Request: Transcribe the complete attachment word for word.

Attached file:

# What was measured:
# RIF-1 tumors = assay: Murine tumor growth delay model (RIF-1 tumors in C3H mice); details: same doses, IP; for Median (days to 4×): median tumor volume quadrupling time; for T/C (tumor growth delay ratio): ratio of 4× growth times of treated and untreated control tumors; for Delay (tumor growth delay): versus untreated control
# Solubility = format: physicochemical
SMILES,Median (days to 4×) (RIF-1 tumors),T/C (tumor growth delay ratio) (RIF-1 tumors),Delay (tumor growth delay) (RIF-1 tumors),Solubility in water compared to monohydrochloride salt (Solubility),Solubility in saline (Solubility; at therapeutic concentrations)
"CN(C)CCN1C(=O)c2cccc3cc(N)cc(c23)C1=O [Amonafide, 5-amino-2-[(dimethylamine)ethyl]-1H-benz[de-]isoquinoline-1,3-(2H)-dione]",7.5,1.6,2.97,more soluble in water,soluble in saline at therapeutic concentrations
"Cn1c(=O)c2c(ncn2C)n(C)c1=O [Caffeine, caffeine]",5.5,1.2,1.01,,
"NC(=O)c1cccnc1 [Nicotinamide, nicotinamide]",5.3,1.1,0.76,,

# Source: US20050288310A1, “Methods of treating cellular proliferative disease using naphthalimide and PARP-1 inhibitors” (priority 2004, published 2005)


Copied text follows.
# What was measured:
# RIF-1 tumors = assay: Murine tumor growth delay model (RIF-1 tumors in C3H mice); details: same doses, IP; for Median (days to 4×): median tumor volume quadrupling time; for T/C (tumor growth delay ratio): ratio of 4× growth times of treated and untreated control tumors; for Delay (tumor growth delay): versus untreated control
# Solubility = format: physicochemical
SMILES,Median (days to 4×) (RIF-1 tumors),T/C (tumor growth delay ratio) (RIF-1 tumors),Delay (tumor growth delay) (RIF-1 tumors),Solubility in water compared to monohydrochloride salt (Solubility),Solubility in saline (Solubility; at therapeutic concentrations)
"CN(C)CCN1C(=O)c2cccc3cc(N)cc(c23)C1=O [Amonafide, 5-amino-2-[(dimethylamine)ethyl]-1H-benz[de-]isoquinoline-1,3-(2H)-dione]",7.5,1.6,2.97,more soluble in water,soluble in saline at therapeutic concentrations
"Cn1c(=O)c2c(ncn2C)n(C)c1=O [Caffeine, caffeine]",5.5,1.2,1.01,,
"NC(=O)c1cccnc1 [Nicotinamide, nicotinamide]",5.3,1.1,0.76,,

# Source: US20050288310A1, “Methods of treating cellular proliferative disease using naphthalimide and PARP-1 inhibitors” (priority 2004, published 2005)